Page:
The elves take great pride in not targeting people. But a spreading fire acts indiscriminately and authorities believe only luck has prevented human casualties.
The fires, however, have caused abundant damage. ELF arson at a Vail mountaintop restaurant in October 1998 resulted in a $12 million loss. An arson fire at the USFS Oakridge Ranger Station in Lane County, Oregon caused $5.3 million in damage. An ELF fire at the University of Washington's Horticultural Center in Seattle resulted in $2 million in damage. The list of million dollar fires is long: the Department of Agriculture National Wildlife Facility in Olympia, Washington, the Childers Meat Company in Lane County, Oregon, the Boise Cascade office in Polk County, Oregon, the Superior Lumber Company in Glendale, Oregon, the Jefferson Poplar Farms in Columbia County, Oregon. No damage estimate can be found for the Bonneville Power Administration high tension power line near Bend, Oregon that the elves toppled in December 1999. James F. Jarboe, chief of the FBI's Domestic Terrorism Section, testified before a House committee that the elves have committed more than 600 criminal acts in the United States since 1996.
What is the Earth Liberation Front? Its website defines it as an "international underground movement consisting of autonomous groups of people who carry out direct action according to E.L.F. guidelines." The site says there is no structure and no membership.
The ELF might hesitate to claim kinship with the Ku Klux Klan, but Stefan H. Leader and Peter Probst note that this principal of "leaderless resistance" was developed by the KKK and Aryan Nations activist Louis Beam. The ELF site advises that it would be useless to try to join the ELF, as you would never find them, and it could threaten other elves. "There is no centralized authority or chain-of-command," Leader and Probst write, saying the structure makes infiltration difficult. Bruce Barcott in the New York Times writes that in a video sold in Portland's counterculture bookshops (Igniting the Revolution: An Introduction to the Earth Liberation Front) Craig Rosebraugh tells viewers to start their own cells. "There's no realist chance of becoming active in an already existing cell. Take initiative. Form your own cell."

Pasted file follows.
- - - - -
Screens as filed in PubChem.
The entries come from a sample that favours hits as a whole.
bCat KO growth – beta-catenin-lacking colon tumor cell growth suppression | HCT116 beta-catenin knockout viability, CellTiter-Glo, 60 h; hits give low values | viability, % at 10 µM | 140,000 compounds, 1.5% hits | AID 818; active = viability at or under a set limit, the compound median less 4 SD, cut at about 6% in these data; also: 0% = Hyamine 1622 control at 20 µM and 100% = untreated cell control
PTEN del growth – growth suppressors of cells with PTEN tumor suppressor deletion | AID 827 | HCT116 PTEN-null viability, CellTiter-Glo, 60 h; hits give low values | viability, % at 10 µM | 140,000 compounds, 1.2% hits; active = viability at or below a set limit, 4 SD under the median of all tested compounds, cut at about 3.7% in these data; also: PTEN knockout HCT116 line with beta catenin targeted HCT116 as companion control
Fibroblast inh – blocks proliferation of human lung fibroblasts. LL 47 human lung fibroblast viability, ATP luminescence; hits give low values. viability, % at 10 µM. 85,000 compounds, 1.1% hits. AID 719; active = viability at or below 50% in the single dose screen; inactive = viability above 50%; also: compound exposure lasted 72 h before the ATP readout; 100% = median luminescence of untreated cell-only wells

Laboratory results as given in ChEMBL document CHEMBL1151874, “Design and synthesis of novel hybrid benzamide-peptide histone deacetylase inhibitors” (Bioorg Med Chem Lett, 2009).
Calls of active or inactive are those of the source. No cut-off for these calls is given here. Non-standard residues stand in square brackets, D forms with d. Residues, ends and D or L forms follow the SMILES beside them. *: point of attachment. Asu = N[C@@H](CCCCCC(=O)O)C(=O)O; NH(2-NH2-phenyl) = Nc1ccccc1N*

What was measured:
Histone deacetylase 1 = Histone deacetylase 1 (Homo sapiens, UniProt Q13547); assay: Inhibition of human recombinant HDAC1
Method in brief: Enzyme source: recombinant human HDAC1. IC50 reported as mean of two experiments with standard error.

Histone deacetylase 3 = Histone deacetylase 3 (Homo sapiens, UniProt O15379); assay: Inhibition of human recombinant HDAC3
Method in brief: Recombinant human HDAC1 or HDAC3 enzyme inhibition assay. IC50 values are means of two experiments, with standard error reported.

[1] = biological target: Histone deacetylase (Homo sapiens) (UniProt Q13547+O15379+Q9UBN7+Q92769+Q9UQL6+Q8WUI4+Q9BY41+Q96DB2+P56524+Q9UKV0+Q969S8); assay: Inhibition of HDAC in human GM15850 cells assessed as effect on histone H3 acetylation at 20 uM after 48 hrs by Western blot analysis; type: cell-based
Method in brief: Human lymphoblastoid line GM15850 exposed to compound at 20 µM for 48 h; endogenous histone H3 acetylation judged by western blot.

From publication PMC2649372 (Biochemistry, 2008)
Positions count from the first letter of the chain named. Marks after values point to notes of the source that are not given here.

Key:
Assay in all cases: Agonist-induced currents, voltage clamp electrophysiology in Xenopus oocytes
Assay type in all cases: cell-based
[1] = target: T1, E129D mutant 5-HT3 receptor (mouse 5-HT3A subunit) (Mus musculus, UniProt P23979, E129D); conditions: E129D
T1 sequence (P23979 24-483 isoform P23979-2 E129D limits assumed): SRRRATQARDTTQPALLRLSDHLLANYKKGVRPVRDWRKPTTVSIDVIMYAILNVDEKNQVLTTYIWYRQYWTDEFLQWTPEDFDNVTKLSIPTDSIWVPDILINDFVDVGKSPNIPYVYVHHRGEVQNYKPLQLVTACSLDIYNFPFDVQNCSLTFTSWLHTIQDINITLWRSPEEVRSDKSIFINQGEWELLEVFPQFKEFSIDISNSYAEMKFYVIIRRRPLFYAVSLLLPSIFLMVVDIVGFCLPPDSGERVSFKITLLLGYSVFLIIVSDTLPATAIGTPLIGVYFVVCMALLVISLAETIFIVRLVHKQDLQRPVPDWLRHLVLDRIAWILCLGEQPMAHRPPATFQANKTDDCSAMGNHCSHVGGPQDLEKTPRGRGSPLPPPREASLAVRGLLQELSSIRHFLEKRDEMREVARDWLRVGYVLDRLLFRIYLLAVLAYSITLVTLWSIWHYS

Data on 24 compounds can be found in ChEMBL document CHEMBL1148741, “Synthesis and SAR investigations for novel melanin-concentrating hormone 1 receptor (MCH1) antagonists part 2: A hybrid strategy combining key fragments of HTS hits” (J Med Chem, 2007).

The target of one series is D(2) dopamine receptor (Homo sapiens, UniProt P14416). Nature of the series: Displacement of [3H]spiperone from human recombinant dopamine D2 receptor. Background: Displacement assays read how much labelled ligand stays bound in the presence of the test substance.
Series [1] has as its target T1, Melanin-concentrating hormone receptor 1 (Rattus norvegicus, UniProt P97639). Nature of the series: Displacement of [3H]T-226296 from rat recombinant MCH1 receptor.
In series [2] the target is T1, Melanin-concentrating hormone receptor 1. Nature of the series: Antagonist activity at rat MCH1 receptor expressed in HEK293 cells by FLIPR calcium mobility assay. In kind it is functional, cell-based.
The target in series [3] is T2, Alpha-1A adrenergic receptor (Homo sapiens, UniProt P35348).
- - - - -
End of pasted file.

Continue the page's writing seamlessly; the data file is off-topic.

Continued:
But the loose structure doesn't prevent that ancient bane of criminal organizations: ratting out. The Department of Justice's indictment lists one criminal act after another, and as the indictment identifies the alleged perps of each arson by name and nickname, it then adds in count after count "and other persons known to the Grand Jury." These other persons are the informants, and while the indictment doesn't name them, a defense motion filed in the U.S. district court in Eugene says one of the snitches is Stanislas "Country Boy" Meyerhoff, a 28-year-old who attends Piedmont Community College in Charlottesville, Virginia. Oregon's Ashland Daily Tidings reports that Lauren Regan, an attorney with the Civil Liberties Defense Center in Eugene, has said the government's case is based largely on the testimony of one Jake Ferguson, who has admitted his role in the actions and has agreed to cooperate with the FBI. The San Diego Union Tribune reports there may be an additional two informants.